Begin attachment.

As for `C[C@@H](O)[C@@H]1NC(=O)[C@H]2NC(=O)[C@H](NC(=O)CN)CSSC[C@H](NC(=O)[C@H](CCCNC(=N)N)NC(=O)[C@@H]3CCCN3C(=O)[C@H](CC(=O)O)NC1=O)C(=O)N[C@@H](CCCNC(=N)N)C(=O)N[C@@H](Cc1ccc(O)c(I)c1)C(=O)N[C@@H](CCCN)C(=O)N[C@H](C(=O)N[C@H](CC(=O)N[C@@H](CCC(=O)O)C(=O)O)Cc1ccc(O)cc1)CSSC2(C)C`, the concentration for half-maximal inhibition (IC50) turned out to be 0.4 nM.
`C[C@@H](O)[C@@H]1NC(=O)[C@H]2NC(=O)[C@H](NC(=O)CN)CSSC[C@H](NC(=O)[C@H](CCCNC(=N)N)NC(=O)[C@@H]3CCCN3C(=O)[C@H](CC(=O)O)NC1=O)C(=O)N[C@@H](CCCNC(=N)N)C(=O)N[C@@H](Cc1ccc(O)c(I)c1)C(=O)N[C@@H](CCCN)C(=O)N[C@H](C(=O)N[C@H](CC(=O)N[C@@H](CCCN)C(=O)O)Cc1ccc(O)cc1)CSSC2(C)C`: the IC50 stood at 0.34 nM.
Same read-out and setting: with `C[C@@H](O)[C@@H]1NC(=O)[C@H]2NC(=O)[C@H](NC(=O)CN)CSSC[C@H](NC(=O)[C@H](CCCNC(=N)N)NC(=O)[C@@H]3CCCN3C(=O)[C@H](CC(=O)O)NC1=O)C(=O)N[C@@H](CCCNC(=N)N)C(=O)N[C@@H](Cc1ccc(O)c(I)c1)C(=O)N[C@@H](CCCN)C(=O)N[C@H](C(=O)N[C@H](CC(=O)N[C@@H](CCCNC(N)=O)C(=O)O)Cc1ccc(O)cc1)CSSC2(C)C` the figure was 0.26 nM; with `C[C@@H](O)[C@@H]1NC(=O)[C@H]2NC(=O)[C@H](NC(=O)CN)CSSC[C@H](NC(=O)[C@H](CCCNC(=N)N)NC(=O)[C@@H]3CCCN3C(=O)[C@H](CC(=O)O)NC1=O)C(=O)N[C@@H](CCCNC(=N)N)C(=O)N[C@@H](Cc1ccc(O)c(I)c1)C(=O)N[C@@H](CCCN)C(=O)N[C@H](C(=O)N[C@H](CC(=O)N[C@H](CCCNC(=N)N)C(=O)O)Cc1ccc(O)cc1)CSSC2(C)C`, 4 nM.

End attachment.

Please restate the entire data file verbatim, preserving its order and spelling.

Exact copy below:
As for `C[C@@H](O)[C@@H]1NC(=O)[C@H]2NC(=O)[C@H](NC(=O)CN)CSSC[C@H](NC(=O)[C@H](CCCNC(=N)N)NC(=O)[C@@H]3CCCN3C(=O)[C@H](CC(=O)O)NC1=O)C(=O)N[C@@H](CCCNC(=N)N)C(=O)N[C@@H](Cc1ccc(O)c(I)c1)C(=O)N[C@@H](CCCN)C(=O)N[C@H](C(=O)N[C@H](CC(=O)N[C@@H](CCC(=O)O)C(=O)O)Cc1ccc(O)cc1)CSSC2(C)C`, the concentration for half-maximal inhibition (IC50) turned out to be 0.4 nM.
`C[C@@H](O)[C@@H]1NC(=O)[C@H]2NC(=O)[C@H](NC(=O)CN)CSSC[C@H](NC(=O)[C@H](CCCNC(=N)N)NC(=O)[C@@H]3CCCN3C(=O)[C@H](CC(=O)O)NC1=O)C(=O)N[C@@H](CCCNC(=N)N)C(=O)N[C@@H](Cc1ccc(O)c(I)c1)C(=O)N[C@@H](CCCN)C(=O)N[C@H](C(=O)N[C@H](CC(=O)N[C@@H](CCCN)C(=O)O)Cc1ccc(O)cc1)CSSC2(C)C`: the IC50 stood at 0.34 nM.
Same read-out and setting: with `C[C@@H](O)[C@@H]1NC(=O)[C@H]2NC(=O)[C@H](NC(=O)CN)CSSC[C@H](NC(=O)[C@H](CCCNC(=N)N)NC(=O)[C@@H]3CCCN3C(=O)[C@H](CC(=O)O)NC1=O)C(=O)N[C@@H](CCCNC(=N)N)C(=O)N[C@@H](Cc1ccc(O)c(I)c1)C(=O)N[C@@H](CCCN)C(=O)N[C@H](C(=O)N[C@H](CC(=O)N[C@@H](CCCNC(N)=O)C(=O)O)Cc1ccc(O)cc1)CSSC2(C)C` the figure was 0.26 nM; with `C[C@@H](O)[C@@H]1NC(=O)[C@H]2NC(=O)[C@H](NC(=O)CN)CSSC[C@H](NC(=O)[C@H](CCCNC(=N)N)NC(=O)[C@@H]3CCCN3C(=O)[C@H](CC(=O)O)NC1=O)C(=O)N[C@@H](CCCNC(=N)N)C(=O)N[C@@H](Cc1ccc(O)c(I)c1)C(=O)N[C@@H](CCCN)C(=O)N[C@H](C(=O)N[C@H](CC(=O)N[C@H](CCCNC(=N)N)C(=O)O)Cc1ccc(O)cc1)CSSC2(C)C`, 4 nM.